"I am learned and have studied all the sinews in the human body. There is one sinew behind the ear which only pulses from the fear of death. I myself saw that very sinew pulsing constantly with not a moments rest by my master [the Berditchiver]." Answered Rav Baruch - "Azoy Azoy Hat Ehr Gezehn?! - Wow thats what he saw!?"
(Kisvei Rav Yoshe #22 p.126)
The Real Story?
"The holy Rebbe Elimelech of Lizhensk author of the Noam Elimelech told his students when they asked him who they should accept as Rebbe [after his passing?]
He told them to go to the Degel, the Baal Shem Tov's grandson, author of the Degel Machane Ephraim. His student Rav Mendele Pristiker (what the Rymanover was known as before he was in Rymanov)
traveled to Sadilkov on Friday Erev Shabbos Kodesh. He went straight of the Rabbi's home, he asked the attendant to announce his arrival to get permission to say Shalom Aleichem and the Sidalkover Rav asked him to enter.
The holy Degel could not stand the Rebbes that came from Poland (Galicia), since people said that they fasted often and that they did not really understand how to serve Hashem out of love and awe. And he always said, whoever fasts and afflicts himself and his body is diminishing his soul since Man was created in the Tzelem Elokim - in the image of G-d with a duality of both body and soul. And the truth path including serving G-d with both of them was foreign to them [the Polish Rebbes].
And he considered it [fasting] a grave sin as our sages said, one who is fasting is called a sinner, since the primary service is to complete one's body's physical limbs and the soul's spiritual limbs so that they should correspond in sanctity together solely devoted to serving Hashem. As this is known from the ways of the Ba'al Shem Tov.
And when Rav Mendel of Pristik entered, he was not warmly greeted and he was therefore downcast. When the Degel saw his despondence he drew him close and said "My brother, till now
where you a student of a different Tzadik a great Rav who served Hashem properly?" He answered, "I have been faithfully attending to and serving my master and teacher the Rebbe Elimelech of Lizhensk may his memory be a blessing."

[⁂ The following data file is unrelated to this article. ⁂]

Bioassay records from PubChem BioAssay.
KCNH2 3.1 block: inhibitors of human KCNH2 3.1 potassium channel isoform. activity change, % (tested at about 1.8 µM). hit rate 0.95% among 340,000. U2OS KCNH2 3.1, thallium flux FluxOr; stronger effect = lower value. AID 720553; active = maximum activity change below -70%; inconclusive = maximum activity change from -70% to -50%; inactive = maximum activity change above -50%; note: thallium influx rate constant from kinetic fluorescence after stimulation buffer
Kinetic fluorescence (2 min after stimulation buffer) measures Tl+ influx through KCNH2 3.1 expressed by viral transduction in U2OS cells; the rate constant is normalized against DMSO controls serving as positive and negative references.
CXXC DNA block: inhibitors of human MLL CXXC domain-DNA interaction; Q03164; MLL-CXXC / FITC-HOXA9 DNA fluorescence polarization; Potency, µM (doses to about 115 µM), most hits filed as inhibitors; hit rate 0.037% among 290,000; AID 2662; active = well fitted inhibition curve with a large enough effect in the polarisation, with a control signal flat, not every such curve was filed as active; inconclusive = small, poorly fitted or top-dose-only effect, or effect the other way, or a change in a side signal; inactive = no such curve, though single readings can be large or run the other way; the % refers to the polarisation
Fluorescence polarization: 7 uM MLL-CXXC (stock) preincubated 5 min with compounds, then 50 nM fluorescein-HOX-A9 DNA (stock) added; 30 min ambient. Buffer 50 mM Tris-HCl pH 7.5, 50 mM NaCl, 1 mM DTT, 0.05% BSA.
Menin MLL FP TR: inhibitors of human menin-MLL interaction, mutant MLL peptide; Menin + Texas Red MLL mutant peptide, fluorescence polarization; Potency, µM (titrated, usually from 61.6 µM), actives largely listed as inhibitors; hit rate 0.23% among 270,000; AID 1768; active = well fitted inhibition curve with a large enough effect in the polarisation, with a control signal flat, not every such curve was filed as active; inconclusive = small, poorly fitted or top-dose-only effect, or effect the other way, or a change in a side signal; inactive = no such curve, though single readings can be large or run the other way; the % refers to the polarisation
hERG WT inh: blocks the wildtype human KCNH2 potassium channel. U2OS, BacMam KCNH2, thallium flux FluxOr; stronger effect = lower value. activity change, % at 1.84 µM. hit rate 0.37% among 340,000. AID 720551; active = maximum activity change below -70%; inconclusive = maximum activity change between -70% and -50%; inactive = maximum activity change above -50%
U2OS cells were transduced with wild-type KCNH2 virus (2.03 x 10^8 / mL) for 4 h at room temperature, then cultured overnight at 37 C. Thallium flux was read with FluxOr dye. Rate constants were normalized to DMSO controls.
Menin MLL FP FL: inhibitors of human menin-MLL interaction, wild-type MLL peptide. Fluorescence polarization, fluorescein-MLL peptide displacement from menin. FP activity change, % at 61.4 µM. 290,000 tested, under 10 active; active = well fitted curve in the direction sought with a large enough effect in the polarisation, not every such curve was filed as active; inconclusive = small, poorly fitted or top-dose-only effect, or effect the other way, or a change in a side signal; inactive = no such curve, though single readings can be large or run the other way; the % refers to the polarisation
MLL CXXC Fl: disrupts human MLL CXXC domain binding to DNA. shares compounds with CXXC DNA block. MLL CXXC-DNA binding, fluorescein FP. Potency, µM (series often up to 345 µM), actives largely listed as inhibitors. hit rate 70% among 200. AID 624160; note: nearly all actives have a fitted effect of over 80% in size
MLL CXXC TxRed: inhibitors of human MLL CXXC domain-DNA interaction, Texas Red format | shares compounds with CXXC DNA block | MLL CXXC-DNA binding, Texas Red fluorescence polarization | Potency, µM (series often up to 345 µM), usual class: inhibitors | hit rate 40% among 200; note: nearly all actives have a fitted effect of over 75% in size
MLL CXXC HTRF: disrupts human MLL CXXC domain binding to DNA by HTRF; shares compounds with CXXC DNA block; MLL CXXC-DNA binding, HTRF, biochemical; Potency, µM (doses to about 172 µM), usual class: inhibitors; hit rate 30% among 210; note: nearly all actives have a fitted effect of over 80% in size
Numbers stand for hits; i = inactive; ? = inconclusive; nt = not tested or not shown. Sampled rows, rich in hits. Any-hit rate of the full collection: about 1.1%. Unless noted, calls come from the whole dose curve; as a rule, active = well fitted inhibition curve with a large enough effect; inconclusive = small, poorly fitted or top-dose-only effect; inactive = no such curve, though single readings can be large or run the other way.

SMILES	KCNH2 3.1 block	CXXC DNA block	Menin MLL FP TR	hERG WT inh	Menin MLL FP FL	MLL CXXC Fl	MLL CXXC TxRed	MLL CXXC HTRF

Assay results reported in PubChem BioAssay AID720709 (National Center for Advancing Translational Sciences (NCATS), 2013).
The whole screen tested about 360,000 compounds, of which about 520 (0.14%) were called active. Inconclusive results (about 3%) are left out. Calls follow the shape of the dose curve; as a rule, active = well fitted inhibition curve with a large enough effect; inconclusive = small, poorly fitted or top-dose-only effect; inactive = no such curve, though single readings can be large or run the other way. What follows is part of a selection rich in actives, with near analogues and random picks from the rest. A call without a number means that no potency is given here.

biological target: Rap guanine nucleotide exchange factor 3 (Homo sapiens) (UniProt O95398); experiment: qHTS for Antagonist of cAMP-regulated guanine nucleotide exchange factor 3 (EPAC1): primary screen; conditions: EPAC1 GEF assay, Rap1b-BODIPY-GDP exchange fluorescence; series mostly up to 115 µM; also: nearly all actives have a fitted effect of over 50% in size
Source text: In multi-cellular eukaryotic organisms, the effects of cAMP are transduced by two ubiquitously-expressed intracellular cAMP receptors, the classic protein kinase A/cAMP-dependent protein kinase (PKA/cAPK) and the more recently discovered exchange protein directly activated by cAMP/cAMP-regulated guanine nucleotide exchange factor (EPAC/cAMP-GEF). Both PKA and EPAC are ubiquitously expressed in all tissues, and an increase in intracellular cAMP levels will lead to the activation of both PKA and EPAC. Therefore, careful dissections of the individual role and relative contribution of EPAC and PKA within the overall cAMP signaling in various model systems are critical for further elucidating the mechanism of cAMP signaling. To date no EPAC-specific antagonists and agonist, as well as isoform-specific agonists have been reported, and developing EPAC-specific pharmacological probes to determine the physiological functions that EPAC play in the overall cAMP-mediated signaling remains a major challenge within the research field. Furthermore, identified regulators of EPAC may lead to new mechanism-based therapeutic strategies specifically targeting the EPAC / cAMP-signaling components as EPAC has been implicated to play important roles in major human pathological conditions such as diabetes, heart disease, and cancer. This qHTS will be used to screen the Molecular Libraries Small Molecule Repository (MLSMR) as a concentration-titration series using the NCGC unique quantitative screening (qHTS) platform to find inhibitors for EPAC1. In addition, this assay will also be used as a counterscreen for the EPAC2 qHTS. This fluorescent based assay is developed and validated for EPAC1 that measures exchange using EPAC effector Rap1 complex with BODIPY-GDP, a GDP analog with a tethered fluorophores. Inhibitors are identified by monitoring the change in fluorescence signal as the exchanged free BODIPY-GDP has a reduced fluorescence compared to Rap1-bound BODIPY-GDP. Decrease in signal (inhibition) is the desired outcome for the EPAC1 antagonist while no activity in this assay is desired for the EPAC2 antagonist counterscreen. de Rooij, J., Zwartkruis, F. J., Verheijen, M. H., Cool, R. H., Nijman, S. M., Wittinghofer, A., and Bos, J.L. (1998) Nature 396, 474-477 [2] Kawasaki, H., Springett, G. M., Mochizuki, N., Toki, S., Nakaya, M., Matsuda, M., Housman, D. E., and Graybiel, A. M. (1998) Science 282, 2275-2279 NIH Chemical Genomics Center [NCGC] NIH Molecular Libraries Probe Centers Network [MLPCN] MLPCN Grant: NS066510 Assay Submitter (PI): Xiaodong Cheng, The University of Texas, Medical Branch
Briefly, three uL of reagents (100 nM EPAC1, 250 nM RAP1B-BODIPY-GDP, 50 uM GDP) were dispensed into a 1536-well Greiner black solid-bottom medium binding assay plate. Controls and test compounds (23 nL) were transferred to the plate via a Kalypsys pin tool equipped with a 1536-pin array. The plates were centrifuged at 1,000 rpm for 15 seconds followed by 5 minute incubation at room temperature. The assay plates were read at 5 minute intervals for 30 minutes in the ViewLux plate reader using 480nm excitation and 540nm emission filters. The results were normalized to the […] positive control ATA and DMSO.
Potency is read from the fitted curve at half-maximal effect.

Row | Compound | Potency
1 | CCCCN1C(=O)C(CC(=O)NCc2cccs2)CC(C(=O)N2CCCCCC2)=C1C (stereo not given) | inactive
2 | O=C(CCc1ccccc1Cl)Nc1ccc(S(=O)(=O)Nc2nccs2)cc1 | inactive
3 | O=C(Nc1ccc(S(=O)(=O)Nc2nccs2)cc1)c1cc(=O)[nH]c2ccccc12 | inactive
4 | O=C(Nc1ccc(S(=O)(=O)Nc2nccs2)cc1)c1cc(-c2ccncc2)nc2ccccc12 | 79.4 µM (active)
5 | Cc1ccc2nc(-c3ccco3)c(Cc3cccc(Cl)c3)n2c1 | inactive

When the Sadilkover Rav heard the name of the holy Rebbe Elimelech he grew very excited and his soul was aflame. The Degel said to Rav Mendel, "What did amazing thing can you tell me that you saw there?"
The Degel thought to himself, "now I will truly discern who Rav Mendel is, since every person's inner being can be recognized by what they praise and hold dear. Now he would see and hear what Rav Mendel would tell, would it be miracles and wonders, some salvation that his Rebbe did or similar things? Or would it be true awe of heaven and dveykus, cleaving in rapture to Hashem?"
The Tzadik from Pristik (Rav Mendel) said, "On a daily basis I saw that when my master meditated on the fear and awe of Hashem, all his bones would tremble and shake, a great fear and trepidation would seize him, and all present could clearly see his entire form violently trembling from the fear and awe of Hashem's majesty and greatness!
All his veins and sinews became thick like pipes and his face changed [colors?]. Beneath his ear there is one sinew, which I received from my master's tradition that this sinew only fears the day of death, and this vein too, I saw it shake with the fear and awe of Hashem!"
The Rav of Sadilkov said, "your grasp is so great! and the spiritual level of the Chassidim of Poland is so, I did not realize this was true." Afterwards he drew Rav Mendel even closer.
(Kehal Chassidim p49)
This story's end matches those we have traditionally from other great Rabbis. However it fills in a few missing pieces that make this story sound more complete and believable. First of all for the first time we have a reason given for why Rav Mendel a known student of the Rebbe Reb Melech was traveling to the Degel at all, his Rebbe had passed away and beforehand told him to go there.
Also we are told here for the first time why the Degel would have asked Rav Mendel about the Rebbe Reb Melech and why Rav Mendel answered him thus. In other words, we are told why the Degel would have given a "polish rebbe'le" a cold reception, it was not due to some petty argument, it was due to a great machlokes in the true derech of the Baal Shem Tov in serving Hashem.
As Rav Mendel realized what the Degel asked him, he answered with an example of yiras shomayim, genuine fear and awe of heaven something the Degel valued as authentic avodah as opposed to the miracle working that he despised of the "polish rebbes."
Without all these details it remains a mystery as to why Rav Mendel visited the Degel and why of all things that he witnessed by the great Rebbe Reb Melech he chose this example to relate to the Degel, and why the Degel was pleased with it.
R' Tal Moshe Zwecker
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Chassidic Classics in the English Language